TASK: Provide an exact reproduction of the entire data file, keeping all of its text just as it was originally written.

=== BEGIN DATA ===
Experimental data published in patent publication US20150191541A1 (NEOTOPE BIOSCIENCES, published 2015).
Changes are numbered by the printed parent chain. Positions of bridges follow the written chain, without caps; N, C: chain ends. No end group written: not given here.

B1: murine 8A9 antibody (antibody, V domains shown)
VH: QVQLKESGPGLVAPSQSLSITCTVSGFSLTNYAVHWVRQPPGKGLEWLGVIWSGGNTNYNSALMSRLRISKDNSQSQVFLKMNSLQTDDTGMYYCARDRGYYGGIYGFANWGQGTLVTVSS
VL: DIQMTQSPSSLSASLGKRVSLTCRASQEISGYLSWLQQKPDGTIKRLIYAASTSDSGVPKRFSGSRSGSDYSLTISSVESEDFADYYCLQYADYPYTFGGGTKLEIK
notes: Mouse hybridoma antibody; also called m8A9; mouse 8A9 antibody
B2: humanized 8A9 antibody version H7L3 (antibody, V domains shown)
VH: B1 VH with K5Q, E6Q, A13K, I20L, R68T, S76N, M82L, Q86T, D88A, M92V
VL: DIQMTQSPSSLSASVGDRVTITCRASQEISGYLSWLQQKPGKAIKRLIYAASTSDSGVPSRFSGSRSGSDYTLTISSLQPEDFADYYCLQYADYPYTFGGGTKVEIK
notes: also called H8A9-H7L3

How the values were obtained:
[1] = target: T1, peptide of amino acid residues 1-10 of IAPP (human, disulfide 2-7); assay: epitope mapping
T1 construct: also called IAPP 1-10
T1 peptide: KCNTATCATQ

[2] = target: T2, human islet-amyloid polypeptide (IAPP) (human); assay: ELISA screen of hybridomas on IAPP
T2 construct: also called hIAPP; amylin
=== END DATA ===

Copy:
Experimental data published in patent publication US20150191541A1 (NEOTOPE BIOSCIENCES, published 2015).
Changes are numbered by the printed parent chain. Positions of bridges follow the written chain, without caps; N, C: chain ends. No end group written: not given here.

B1: murine 8A9 antibody (antibody, V domains shown)
VH: QVQLKESGPGLVAPSQSLSITCTVSGFSLTNYAVHWVRQPPGKGLEWLGVIWSGGNTNYNSALMSRLRISKDNSQSQVFLKMNSLQTDDTGMYYCARDRGYYGGIYGFANWGQGTLVTVSS
VL: DIQMTQSPSSLSASLGKRVSLTCRASQEISGYLSWLQQKPDGTIKRLIYAASTSDSGVPKRFSGSRSGSDYSLTISSVESEDFADYYCLQYADYPYTFGGGTKLEIK
notes: Mouse hybridoma antibody; also called m8A9; mouse 8A9 antibody
B2: humanized 8A9 antibody version H7L3 (antibody, V domains shown)
VH: B1 VH with K5Q, E6Q, A13K, I20L, R68T, S76N, M82L, Q86T, D88A, M92V
VL: DIQMTQSPSSLSASVGDRVTITCRASQEISGYLSWLQQKPGKAIKRLIYAASTSDSGVPSRFSGSRSGSDYTLTISSLQPEDFADYYCLQYADYPYTFGGGTKVEIK
notes: also called H8A9-H7L3

How the values were obtained:
[1] = target: T1, peptide of amino acid residues 1-10 of IAPP (human, disulfide 2-7); assay: epitope mapping
T1 construct: also called IAPP 1-10
T1 peptide: KCNTATCATQ

[2] = target: T2, human islet-amyloid polypeptide (IAPP) (human); assay: ELISA screen of hybridomas on IAPP
T2 construct: also called hIAPP; amylin